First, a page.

The 111th Congress concluded its work without voting on the administration's nominee to head the Federal Housing Finance Agency, Joseph A. Smith, Jr.
The Obama administration notched a number of victories in the last week of the lame duck session, but in the flurry of activity, the Senate failed to act on the president's pick to head the agency overseeing Fannie Mae and Freddie Mac.
The administration would have to re-nominate Smith for the position when the new Congress is sworn in next year.
Smith, currently the North Carolina Commissioner of Banks, had been cleared by the Senate Banking Committee on Dec. 14 by a 16-6 vote. However, he faced some stringent opposition from Republicans, most notably the committee's ranking minority member, Sen. Richard Shelby (R-Ala.).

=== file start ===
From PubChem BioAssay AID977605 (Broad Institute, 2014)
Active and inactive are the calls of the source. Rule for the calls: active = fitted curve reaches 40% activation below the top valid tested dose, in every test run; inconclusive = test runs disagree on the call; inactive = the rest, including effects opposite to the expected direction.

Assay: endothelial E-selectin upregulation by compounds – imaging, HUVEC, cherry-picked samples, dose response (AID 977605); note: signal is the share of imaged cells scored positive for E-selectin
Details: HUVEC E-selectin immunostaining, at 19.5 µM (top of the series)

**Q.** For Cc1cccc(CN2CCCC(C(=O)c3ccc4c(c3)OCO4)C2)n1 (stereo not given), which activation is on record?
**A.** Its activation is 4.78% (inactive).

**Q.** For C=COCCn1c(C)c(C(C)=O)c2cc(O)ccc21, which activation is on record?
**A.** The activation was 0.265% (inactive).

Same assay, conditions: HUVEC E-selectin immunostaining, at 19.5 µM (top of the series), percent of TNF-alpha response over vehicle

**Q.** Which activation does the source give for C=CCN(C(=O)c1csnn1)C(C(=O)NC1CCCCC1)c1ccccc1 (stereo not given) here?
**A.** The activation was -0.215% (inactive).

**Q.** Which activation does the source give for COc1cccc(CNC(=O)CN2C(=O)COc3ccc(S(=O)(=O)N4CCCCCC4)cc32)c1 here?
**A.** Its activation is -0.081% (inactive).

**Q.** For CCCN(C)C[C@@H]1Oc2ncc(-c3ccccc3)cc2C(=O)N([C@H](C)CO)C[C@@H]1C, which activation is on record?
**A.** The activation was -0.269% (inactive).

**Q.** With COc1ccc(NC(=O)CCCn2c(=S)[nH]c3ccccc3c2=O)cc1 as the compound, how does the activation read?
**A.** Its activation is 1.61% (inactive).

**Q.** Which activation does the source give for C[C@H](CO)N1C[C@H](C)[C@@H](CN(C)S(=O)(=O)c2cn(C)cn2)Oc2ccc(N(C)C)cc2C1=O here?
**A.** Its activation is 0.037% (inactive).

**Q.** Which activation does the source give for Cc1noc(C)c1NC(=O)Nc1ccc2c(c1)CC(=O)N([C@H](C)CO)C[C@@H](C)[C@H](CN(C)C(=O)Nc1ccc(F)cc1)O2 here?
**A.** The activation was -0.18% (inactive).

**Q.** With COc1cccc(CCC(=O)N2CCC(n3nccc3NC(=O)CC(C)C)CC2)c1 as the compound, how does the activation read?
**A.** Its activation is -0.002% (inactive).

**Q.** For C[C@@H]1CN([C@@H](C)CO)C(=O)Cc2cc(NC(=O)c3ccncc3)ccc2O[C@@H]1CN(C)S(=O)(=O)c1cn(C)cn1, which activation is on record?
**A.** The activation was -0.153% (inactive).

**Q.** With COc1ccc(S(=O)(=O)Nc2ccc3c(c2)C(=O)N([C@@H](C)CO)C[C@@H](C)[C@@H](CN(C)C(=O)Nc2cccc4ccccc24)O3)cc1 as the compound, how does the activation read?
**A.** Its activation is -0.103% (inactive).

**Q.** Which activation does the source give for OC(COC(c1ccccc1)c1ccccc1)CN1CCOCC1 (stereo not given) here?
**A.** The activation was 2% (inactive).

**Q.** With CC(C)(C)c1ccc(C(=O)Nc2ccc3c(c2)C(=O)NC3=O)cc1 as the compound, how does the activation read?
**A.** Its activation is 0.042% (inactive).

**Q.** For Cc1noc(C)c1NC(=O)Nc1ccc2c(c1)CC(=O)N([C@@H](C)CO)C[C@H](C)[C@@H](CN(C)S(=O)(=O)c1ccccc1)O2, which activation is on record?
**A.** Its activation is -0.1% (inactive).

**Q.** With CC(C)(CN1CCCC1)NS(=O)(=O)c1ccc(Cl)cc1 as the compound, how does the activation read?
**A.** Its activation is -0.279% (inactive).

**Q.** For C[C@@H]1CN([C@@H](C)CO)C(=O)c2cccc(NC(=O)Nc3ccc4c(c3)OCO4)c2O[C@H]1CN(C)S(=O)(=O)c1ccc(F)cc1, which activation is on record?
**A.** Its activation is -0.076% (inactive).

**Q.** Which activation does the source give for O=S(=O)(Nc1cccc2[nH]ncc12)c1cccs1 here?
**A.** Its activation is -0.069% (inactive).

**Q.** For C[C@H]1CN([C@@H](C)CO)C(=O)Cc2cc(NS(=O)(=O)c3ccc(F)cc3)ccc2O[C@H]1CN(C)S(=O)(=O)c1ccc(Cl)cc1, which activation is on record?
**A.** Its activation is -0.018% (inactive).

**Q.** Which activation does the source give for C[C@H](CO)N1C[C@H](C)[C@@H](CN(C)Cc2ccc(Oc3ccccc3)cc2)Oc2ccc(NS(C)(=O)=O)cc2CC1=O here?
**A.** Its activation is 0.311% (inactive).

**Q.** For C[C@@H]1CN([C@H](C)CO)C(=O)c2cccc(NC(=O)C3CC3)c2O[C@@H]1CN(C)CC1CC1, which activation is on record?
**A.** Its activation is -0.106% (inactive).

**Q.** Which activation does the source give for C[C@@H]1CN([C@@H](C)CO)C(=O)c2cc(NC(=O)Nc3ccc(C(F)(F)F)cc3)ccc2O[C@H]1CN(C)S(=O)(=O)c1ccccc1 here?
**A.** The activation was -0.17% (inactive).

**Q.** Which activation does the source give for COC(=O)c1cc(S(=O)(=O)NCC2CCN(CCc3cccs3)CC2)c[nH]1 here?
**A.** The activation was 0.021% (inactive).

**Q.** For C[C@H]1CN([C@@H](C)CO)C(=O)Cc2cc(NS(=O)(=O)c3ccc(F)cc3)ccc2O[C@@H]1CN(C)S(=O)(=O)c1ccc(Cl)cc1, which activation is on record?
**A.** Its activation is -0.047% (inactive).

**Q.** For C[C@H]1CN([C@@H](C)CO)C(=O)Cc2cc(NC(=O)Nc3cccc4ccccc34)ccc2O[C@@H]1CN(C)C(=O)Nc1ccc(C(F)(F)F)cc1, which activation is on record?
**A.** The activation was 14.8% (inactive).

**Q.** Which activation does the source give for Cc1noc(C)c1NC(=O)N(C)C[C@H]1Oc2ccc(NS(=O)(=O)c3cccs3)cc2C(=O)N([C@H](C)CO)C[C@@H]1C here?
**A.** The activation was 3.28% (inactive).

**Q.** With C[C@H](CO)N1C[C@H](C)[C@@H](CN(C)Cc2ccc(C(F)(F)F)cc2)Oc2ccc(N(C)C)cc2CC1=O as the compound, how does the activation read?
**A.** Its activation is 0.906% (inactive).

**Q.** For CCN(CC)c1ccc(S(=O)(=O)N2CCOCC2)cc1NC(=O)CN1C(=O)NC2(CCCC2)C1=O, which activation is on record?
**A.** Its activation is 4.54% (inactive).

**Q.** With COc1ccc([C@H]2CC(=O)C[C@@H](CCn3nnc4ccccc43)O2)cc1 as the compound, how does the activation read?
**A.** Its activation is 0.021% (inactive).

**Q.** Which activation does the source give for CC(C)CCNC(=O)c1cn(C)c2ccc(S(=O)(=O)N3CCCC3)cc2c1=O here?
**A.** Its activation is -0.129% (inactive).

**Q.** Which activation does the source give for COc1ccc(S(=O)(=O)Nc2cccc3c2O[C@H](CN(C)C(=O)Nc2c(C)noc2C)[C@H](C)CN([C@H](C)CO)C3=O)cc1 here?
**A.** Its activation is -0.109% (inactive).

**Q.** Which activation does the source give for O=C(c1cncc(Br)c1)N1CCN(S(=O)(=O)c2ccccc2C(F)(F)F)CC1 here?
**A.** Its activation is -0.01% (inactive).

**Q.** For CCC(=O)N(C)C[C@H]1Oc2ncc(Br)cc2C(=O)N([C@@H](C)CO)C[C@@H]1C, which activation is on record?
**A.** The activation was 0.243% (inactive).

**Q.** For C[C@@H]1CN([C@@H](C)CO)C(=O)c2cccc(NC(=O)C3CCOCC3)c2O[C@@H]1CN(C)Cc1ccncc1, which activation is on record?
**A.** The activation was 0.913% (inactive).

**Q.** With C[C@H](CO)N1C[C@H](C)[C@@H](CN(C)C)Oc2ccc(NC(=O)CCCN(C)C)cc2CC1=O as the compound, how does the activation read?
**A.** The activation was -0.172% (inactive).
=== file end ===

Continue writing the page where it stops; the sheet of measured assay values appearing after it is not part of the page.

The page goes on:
Shelby pressed Smith during a nomination hearing about whether he would reject administration pressure to write down mortgages held by Fannie and Freddie if it was not in their best interest economically. Smith responded that in the position he would act first and foremost as conservator of the government-sponsored enterprises.
However, his answer did not win over Shelby, who blasted Smith after the committee's approval, saying he lacked the skills and experience necessary for the position, and again questioning his ability to stand up to the administration.
"We need a watchdog, not a lapdog," he said in a statement.
If he had been approved, Smith would have replaced Edward DeMarco, who has served as acting director of the FHFA since August 2009.
The inaction on the nomination comes as lawmakers are expected to consider reforming Fannie and Freddie next year.